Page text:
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Despite a change of government, the IMF has ruled out the suspension of its program for Pakistan.

Once a new government is formed in Pakistan amidst a perceived political crisis, talks between the country and the International Monetary Fund (IMF) regarding the seventh review of the IMF program will resume.

It has been clarified by sources that the IMF will continue to support Pakistan, as the concept of program suspension does not exist within the IMF. The Resident Representative of the IMF for Pakistan, Esther Perez Ruiz, confirmed that the Fund intends to sustain its support and engage with the new government on policies promoting macroeconomic stability and program engagement.

The Finance Ministry also dismissed claims of program suspension, stating that the Finance Division and IMF are actively engaged in data sharing and reform discussions, with the IMF reaffirming its commitment to Pakistan’s macroeconomic stability.

Likewise, the pokesperson Finance Ministry, Muzzammil Aslam tweeted that “the news item related to IMF program is conjectural.”

Likewise, a World Bank representative told Boostup Pakistan, “We are fully committed to supporting the development projects of the Government of Pakistan that are financed by the World Bank, for the benefit of the people of Pakistan. We will continue to support project preparation and implementation of Pakistan’s portfolio with the World Bank, as planned, and in close coordination with authorities.”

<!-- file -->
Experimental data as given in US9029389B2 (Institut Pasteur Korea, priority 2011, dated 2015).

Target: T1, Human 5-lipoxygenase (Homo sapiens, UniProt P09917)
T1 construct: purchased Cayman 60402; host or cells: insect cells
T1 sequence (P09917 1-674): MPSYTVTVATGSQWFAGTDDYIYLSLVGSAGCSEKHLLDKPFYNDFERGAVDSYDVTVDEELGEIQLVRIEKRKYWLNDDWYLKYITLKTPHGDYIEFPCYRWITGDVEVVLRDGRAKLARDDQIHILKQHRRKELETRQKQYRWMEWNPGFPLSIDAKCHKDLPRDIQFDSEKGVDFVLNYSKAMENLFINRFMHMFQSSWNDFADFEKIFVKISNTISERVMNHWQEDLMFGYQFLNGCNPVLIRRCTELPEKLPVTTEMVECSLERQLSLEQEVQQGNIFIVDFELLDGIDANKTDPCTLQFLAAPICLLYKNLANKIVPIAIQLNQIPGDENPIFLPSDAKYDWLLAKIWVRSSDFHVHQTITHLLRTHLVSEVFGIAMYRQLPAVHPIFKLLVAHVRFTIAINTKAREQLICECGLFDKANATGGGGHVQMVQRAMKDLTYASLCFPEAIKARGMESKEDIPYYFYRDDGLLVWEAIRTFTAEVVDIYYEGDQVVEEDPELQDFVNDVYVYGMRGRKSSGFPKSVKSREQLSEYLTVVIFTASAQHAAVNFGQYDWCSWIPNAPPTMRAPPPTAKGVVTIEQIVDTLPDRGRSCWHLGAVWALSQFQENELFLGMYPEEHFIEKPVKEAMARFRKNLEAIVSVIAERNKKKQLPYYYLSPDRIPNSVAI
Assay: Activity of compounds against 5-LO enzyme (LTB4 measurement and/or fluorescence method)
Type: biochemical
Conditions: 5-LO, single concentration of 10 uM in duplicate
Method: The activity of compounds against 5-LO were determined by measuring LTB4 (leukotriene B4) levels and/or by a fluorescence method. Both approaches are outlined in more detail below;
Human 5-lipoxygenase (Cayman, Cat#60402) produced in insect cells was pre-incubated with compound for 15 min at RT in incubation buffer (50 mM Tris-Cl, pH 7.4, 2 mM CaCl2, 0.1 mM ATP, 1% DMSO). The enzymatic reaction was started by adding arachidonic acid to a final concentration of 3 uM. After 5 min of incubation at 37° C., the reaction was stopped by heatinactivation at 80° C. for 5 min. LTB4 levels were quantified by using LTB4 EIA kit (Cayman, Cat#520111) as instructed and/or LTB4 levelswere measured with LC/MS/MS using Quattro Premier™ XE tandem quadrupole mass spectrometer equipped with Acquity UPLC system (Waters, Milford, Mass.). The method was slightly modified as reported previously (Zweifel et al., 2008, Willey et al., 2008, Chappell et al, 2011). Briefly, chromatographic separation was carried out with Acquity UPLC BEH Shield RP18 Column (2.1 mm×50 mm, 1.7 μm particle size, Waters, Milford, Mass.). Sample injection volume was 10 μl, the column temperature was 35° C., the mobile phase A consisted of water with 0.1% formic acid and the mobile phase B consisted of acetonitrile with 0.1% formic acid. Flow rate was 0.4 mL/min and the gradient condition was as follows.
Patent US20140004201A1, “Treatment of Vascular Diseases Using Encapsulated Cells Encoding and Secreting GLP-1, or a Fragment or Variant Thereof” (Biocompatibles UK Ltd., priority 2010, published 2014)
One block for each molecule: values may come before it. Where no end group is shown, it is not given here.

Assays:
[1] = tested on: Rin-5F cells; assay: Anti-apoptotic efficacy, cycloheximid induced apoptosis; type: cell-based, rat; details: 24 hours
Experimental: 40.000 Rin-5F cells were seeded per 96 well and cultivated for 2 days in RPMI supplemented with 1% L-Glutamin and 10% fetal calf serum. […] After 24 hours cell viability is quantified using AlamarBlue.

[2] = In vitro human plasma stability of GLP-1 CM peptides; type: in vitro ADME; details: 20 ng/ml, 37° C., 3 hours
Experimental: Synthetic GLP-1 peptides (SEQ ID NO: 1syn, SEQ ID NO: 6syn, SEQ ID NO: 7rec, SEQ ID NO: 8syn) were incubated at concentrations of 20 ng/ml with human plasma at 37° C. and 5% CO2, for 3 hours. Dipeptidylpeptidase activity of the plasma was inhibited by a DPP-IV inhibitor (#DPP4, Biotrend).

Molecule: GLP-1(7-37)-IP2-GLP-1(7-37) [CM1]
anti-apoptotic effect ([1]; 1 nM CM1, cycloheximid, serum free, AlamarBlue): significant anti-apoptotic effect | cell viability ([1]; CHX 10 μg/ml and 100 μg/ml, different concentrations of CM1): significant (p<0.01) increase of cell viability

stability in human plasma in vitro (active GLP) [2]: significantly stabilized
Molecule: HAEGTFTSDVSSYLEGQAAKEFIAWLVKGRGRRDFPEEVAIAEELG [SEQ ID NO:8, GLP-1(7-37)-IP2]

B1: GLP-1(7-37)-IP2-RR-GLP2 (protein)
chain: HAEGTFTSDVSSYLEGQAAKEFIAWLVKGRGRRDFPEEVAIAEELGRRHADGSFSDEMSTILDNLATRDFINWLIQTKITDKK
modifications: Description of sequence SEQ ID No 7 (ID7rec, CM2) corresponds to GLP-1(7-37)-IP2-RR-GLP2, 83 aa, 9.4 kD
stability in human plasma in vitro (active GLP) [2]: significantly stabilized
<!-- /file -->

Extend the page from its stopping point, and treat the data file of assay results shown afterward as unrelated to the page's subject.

It is worth noting that the IMF had suggested a revised income tax structure for different income brackets in Pakistan. Under the IMF proposal, individuals earning between Rs. 50,000 and Rs. 62,500 per month would be subject to a 5% income tax, while the current government imposes this tax rate on incomes up to Rs. 100,000 per month.

For those earning up to Rs. 79,000 per month, the IMF recommended a 10% tax rate, whereas the government currently applies this rate to individuals earning Rs. 150,000 per month.

According to sources, the IMF proposed a 20% income tax rate for monthly incomes below Rs. 104,000, while the current rate of 20% is applicable to those earning nearly Rs. 417,000.

The IMF’s most significant proposal was a flat 30% tax rate for individuals earning between Rs. 104,000 and Rs. 1 million per month, while the existing 30% tax rate is imposed on incomes up to Rs. 4.17 million per month.

For individuals earning over Rs. 1 million per month, the IMF suggested a 35% income tax, whereas the current rate of 35% applies to those earning over Rs. 7.25 million per month.

Furthermore, the IMF urged for the taxation of pensions either at the contribution or withdrawal stage. Despite these differences, the IMF expressed its intention to continue supporting Pakistan, indicating that the engagements between the IMF and Pakistan have not concluded.



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